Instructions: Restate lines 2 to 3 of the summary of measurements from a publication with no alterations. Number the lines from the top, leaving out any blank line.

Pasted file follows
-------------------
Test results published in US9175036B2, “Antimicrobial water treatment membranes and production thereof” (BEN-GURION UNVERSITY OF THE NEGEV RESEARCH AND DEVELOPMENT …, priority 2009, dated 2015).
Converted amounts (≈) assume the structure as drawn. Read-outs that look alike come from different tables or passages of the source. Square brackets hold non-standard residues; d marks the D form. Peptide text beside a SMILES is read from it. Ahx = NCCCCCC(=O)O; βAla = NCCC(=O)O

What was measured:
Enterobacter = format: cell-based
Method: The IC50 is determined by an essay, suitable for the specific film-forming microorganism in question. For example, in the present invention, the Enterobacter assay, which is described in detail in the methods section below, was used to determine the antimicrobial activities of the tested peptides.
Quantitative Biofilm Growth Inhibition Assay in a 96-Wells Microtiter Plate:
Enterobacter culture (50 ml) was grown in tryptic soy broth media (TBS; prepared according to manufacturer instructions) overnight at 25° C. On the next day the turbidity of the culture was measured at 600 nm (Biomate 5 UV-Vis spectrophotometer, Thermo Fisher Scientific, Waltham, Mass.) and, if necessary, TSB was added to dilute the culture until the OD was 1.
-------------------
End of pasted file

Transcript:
Converted amounts (≈) assume the structure as drawn. Read-outs that look alike come from different tables or passages of the source. Square brackets hold non-standard residues; d marks the D form. Peptide text beside a SMILES is read from it. Ahx = NCCCCCC(=O)O; βAla = NCCC(=O)O

What was measured: